A large number of lights (128 to 1024) is required for good results, but the performance of modern graphics hardware means this technique can still be faster than ray tracing. The distribution of the lights on the sphere also affects the final quality. The most obvious method is to use polar coordinates, with lights distributed at evenly spaced longitudes and latitudes, but this tends to concentrate too many samples at the poles. Instead, you should use a uniform distribution on the sphere. If the object is standing on a ground plane, a full hemisphere of lights isn't necessary—a dome or a hemisphere can be used instead.

Another issue that can affect the quality of the final results is shadow-mapping artifacts. These often appear as streaking on the surface at the transition from lit to shadowed. This problem can be alleviated by multiplying the shadowing term by a function of the normal and the light direction that ensures that the side of the surface facing away from the light is always black.

One disadvantage of this method is that for each light, two passes are required: one to generate the shadow map and one to render the shadowed scene, plus the overhead needed to accumulate the image. For n lights, this means 2n passes are required. It may be faster to accumulate the effect of multiple shadow maps in a single pass. Since current hardware supports eight sets of texture coordinates, it is possible to accumulate eight shadows in the shader at once. This means that only n + n/8 renders of the scene would be required in total.

The approach can also be extended to produce the average unoccluded direction, or bent normal. We can use a shader to calculate the direction to the light multiplied by the shadow value, and then copy the result to the RGB output color. The occlusion information can be stored in the alpha channel. We accumulate these RGB normal values in the same way as the occlusion value, and then we normalize the final result to get the average unoccluded normal. Note that a half (16-bit) floating-point accumulation buffer may not have sufficient precision to represent the summation of these vectors accurately.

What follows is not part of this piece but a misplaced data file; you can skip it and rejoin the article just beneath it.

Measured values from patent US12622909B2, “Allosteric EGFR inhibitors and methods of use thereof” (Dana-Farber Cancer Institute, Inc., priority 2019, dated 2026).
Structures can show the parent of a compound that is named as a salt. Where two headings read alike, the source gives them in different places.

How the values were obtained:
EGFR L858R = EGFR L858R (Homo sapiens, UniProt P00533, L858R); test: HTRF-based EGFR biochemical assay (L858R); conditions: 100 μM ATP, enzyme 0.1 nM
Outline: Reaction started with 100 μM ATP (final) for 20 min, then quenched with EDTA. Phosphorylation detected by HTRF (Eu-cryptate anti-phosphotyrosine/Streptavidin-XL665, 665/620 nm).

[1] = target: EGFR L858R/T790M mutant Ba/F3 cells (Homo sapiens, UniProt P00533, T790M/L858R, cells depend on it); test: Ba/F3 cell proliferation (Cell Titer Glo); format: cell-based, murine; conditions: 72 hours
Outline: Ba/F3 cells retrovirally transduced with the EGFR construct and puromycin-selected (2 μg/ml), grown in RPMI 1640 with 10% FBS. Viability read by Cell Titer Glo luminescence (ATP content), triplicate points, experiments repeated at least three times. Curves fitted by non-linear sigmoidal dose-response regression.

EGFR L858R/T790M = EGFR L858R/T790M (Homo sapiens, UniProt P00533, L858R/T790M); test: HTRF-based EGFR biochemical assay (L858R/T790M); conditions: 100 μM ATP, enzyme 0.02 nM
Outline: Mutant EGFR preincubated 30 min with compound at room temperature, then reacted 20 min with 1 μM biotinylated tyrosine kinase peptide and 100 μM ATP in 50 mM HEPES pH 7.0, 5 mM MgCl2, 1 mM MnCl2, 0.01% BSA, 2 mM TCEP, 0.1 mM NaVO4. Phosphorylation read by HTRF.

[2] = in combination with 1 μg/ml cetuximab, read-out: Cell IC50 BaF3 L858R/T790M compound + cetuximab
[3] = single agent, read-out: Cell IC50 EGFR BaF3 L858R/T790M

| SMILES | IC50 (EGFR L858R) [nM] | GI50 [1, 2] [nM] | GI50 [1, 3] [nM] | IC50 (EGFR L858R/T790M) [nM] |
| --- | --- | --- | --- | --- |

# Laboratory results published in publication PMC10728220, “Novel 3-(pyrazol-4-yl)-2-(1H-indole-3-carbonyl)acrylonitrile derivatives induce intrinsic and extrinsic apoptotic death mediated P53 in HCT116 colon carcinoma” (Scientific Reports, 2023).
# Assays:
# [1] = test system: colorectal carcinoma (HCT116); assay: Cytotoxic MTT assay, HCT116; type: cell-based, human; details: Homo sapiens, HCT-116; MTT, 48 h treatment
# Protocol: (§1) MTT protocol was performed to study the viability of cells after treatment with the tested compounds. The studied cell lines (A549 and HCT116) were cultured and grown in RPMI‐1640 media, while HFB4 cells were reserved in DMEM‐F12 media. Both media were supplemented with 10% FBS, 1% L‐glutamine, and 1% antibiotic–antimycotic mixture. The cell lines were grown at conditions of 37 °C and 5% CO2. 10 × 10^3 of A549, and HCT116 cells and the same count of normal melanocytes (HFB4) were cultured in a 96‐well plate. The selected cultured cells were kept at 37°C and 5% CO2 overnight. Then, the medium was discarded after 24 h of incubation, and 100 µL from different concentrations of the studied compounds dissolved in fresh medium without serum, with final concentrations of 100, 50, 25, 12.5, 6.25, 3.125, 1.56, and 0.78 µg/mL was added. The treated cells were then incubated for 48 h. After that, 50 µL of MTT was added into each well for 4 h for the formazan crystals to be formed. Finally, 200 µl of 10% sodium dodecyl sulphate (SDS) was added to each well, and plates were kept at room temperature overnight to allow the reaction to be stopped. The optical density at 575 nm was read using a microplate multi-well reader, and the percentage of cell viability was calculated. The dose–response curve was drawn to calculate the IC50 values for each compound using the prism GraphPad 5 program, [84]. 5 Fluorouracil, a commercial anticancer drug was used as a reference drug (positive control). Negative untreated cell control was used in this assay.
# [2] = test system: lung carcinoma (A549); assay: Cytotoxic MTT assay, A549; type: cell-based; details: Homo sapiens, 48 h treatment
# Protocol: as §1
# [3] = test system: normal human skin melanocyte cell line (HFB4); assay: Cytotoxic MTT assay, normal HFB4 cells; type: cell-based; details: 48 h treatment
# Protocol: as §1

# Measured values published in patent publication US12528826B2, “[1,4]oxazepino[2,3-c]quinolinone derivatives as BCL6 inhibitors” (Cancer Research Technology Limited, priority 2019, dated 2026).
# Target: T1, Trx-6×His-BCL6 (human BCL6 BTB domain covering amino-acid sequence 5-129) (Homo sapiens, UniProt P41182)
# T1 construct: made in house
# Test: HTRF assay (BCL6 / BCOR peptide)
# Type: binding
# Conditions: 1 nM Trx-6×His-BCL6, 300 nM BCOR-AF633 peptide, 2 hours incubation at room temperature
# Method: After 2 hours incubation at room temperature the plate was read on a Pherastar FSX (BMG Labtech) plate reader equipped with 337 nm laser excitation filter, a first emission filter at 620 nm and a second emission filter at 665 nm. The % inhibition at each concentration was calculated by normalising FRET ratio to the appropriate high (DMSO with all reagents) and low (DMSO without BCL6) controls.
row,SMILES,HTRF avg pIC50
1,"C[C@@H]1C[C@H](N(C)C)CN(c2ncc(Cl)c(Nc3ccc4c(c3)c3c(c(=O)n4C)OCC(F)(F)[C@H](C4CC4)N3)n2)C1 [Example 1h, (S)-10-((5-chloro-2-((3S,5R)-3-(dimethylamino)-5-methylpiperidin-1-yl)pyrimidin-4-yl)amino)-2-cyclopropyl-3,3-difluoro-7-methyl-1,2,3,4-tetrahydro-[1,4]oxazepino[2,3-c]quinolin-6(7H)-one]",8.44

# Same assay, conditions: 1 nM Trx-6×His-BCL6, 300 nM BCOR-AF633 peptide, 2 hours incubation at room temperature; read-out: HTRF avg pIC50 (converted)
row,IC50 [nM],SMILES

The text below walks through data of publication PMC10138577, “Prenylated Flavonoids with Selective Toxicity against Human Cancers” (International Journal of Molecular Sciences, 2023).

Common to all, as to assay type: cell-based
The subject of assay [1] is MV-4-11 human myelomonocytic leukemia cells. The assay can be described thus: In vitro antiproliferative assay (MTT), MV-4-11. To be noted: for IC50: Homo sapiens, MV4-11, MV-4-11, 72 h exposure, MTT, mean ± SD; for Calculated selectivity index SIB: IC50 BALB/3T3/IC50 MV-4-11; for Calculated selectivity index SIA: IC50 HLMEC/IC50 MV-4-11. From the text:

So far, the technique we have described generates occlusion images in camera space, but often we want to generate textures that store the occlusion information. If the objects we are using have unique texture coordinates (that is, the texture covers their entire surface without overlaps), this is relatively easy. We can unwrap the model with a vertex program that uses the UV texture coordinate as the screen-space position. The calculation proceeds as normal, but instead of rendering the object as normal, we are rendering the rectangular unwrapped mesh. Once this occlusion texture has been generated, it can be used in real-time rendering, as described in the rest of this chapter.

17.4 Rendering with Ambient Occlusion Maps

As an example, we applied this method to a complex model set on a plane. (There are no texture maps in this scene, so that we can see the effect of the method more clearly. Texturing is easily incorporated into this technique, however.) We used 512 rays per triangle to compute the accessibility values and average unoccluded directions for each of 150,000 triangles; the preprocess took approximately four minutes with a software ray tracer on an AMD Athlon 1800XP CPU. We then wrote this information out to disk in a file for use by our demo application. For comparison, Figure 17-2 shows an image of the model with a simple diffuse shading model light by a point light, with no shadows. Note the classic unrealistic computer graphics appearance and lack of shading complexity. For example, the underside of the creature and the inside of its far leg are both too bright.


Figure 17-2 Scene Shaded with the Simple Diffuse Shading Model